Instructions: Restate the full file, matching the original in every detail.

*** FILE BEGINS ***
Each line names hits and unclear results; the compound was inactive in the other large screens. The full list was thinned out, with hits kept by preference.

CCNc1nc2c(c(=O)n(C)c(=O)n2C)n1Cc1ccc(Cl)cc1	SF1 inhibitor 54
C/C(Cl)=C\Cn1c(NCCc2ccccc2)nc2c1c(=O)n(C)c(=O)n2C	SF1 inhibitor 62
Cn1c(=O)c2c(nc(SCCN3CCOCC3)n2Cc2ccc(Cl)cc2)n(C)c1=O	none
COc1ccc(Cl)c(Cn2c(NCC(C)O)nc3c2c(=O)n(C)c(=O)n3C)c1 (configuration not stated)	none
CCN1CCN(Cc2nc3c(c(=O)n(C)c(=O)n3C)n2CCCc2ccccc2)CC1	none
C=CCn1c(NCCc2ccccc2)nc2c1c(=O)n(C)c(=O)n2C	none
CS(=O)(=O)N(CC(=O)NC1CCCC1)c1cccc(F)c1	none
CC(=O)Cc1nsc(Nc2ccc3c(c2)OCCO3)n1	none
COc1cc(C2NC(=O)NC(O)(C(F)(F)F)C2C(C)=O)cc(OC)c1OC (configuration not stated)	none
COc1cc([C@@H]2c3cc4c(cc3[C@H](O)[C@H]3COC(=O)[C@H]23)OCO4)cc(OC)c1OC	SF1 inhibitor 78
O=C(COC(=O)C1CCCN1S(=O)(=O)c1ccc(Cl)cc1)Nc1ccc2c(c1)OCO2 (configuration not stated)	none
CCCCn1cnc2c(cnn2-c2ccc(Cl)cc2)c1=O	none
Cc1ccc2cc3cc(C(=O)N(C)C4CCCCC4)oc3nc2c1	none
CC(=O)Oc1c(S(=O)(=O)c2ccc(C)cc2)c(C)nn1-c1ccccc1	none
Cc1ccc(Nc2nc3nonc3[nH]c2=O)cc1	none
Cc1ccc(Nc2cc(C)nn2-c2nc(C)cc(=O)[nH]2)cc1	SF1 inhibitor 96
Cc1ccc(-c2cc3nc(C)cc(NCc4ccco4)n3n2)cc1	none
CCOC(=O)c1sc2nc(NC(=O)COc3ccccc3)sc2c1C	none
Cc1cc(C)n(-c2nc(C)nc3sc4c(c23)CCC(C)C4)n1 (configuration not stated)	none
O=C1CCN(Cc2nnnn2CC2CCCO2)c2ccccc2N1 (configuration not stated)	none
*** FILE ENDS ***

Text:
Each line names hits and unclear results; the compound was inactive in the other large screens. The full list was thinned out, with hits kept by preference.

CCNc1nc2c(c(=O)n(C)c(=O)n2C)n1Cc1ccc(Cl)cc1	SF1 inhibitor 54
C/C(Cl)=C\Cn1c(NCCc2ccccc2)nc2c1c(=O)n(C)c(=O)n2C	SF1 inhibitor 62
Cn1c(=O)c2c(nc(SCCN3CCOCC3)n2Cc2ccc(Cl)cc2)n(C)c1=O	none
COc1ccc(Cl)c(Cn2c(NCC(C)O)nc3c2c(=O)n(C)c(=O)n3C)c1 (configuration not stated)	none
CCN1CCN(Cc2nc3c(c(=O)n(C)c(=O)n3C)n2CCCc2ccccc2)CC1	none
C=CCn1c(NCCc2ccccc2)nc2c1c(=O)n(C)c(=O)n2C	none
CS(=O)(=O)N(CC(=O)NC1CCCC1)c1cccc(F)c1	none
CC(=O)Cc1nsc(Nc2ccc3c(c2)OCCO3)n1	none
COc1cc(C2NC(=O)NC(O)(C(F)(F)F)C2C(C)=O)cc(OC)c1OC (configuration not stated)	none
COc1cc([C@@H]2c3cc4c(cc3[C@H](O)[C@H]3COC(=O)[C@H]23)OCO4)cc(OC)c1OC	SF1 inhibitor 78
O=C(COC(=O)C1CCCN1S(=O)(=O)c1ccc(Cl)cc1)Nc1ccc2c(c1)OCO2 (configuration not stated)	none
CCCCn1cnc2c(cnn2-c2ccc(Cl)cc2)c1=O	none
Cc1ccc2cc3cc(C(=O)N(C)C4CCCCC4)oc3nc2c1	none
CC(=O)Oc1c(S(=O)(=O)c2ccc(C)cc2)c(C)nn1-c1ccccc1	none
Cc1ccc(Nc2nc3nonc3[nH]c2=O)cc1	none
Cc1ccc(Nc2cc(C)nn2-c2nc(C)cc(=O)[nH]2)cc1	SF1 inhibitor 96
Cc1ccc(-c2cc3nc(C)cc(NCc4ccco4)n3n2)cc1	none
CCOC(=O)c1sc2nc(NC(=O)COc3ccccc3)sc2c1C	none
Cc1cc(C)n(-c2nc(C)nc3sc4c(c23)CCC(C)C4)n1 (configuration not stated)	none
O=C1CCN(Cc2nnnn2CC2CCCO2)c2ccccc2N1 (configuration not stated)	none